Prime Minister Minnis did announce an evacuation order for parts of Grand Bahama and the Abaco Islands. All tourists were asked to leave.
Mr Minnis said on Sunday of residents who chose to stay: “I can only say to them, that I hope this is not the last time they will hear my voice and may God be with them.”
There has been no official confirmation of casualties but TV station Eyewitness News carried an interview with a woman who said her eight-year-old grandson had drowned on the Abaco Islands.
Is Dorian going to hit the US?
The storm is currently moving west but it is forecast to make a gradual turn north or north-west, taking it along the eastern US seaboard.
But its path is difficult to predict and it’s unclear if it will make landfall.
“Surge-related flooding depends on the how close the centre of Dorian comes to the Florida east coast,” the NHC said.
President Donald Trump told reporters on Sunday that the storm “looks monstrous” and the US east coast would “be ultimately impacted and some of it very, very severely”.
Florida Governor Ron DeSantis warned people not to be complacent following the change in the storm’s predicted path. “This storm at this magnitude could really cause massive destruction,” he said.
Popular attractions, including Disney World in Orlando, have said they are “closely monitoring” the storm. Miami has ordered the removal of electric rental scooters from the streets to avoid them becoming projectiles.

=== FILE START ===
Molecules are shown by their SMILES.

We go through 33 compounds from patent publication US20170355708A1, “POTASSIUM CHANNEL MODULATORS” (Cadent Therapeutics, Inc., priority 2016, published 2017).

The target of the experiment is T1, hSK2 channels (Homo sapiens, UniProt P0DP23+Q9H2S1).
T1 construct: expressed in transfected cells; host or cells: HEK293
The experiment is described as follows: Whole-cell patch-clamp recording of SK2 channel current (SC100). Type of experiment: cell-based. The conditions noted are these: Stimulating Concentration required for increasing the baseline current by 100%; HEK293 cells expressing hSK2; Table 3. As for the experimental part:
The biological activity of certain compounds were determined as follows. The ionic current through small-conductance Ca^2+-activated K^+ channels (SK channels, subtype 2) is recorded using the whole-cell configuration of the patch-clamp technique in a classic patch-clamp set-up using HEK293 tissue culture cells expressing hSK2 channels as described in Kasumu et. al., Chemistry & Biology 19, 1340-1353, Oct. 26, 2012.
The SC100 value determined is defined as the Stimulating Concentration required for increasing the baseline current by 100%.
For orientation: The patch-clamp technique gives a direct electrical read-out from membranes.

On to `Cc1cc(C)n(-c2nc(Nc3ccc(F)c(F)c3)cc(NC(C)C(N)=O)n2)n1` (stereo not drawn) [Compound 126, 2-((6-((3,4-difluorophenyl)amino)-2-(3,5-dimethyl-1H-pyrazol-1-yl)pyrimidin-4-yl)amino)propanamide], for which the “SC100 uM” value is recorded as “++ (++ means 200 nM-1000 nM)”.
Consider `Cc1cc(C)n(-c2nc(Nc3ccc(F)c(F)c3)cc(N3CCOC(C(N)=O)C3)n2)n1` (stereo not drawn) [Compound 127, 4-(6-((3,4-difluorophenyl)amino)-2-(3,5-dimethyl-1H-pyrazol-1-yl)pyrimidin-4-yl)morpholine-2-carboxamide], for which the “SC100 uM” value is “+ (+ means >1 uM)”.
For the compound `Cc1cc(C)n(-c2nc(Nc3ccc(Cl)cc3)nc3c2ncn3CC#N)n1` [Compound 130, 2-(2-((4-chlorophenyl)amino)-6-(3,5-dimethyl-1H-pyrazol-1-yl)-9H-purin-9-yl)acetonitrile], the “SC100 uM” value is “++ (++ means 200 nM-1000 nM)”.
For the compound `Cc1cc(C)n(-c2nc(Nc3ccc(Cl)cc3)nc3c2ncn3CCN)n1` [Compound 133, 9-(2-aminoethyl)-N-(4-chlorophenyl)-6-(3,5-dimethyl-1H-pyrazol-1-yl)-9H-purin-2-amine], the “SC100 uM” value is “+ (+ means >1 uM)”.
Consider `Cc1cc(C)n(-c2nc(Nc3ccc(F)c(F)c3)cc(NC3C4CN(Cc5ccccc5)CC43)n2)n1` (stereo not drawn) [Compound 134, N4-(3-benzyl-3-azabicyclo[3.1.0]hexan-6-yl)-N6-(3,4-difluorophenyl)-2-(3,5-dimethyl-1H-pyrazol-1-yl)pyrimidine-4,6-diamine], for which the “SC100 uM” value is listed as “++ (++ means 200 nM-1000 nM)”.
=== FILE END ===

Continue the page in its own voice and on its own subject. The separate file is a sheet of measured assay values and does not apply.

South Carolina on Sunday issued a mandatory evacuation of the entire coast, effective of noon on Monday and affecting 830,000 people. Georgia then followed suit.
Is climate change making hurricanes worse?
by Tomasz Schafernaker, BBC Weather
Hurricane Dorian is at the top of the scale in terms of strength of Atlantic hurricanes.
The National Hurricane Center classes this category as rare, but in the last 4 years, five “cat 5” hurricanes have been observed or have made landfall around the Atlantic, Caribbean and Gulf of Mexico.
Hurricanes draw their energy from the warm ocean which needs to be 26.5C or above for one to form. The higher the sea temperature the more powerful the storm may become. Global air and sea temperatures have warmed by 1C on average since the Industrial Revolution – conditions which allow hurricanes to thrive.
And it’s not just the winds that could get worse but the rainfall too. Warm air can hold more moisture, which means the rainstorms associated with hurricanes will become more intense leading to greater inland flooding.
There’s also the impact of climate change on sea levels – the rising seas, which are impacted by human emissions of CO2, could potentially amplify the damage from storm surges associated with hurricanes.
While the worst hurricanes may become even “windier and wetter” it’s not thought that hurricanes will become more frequent overall. In other words, the number of hurricanes may not change, but the ones that do happen are more likely to be more powerful and more destructive because of our warming climate.
Use our guide to see how these deadly storms form, their devastating effects and how they are measured: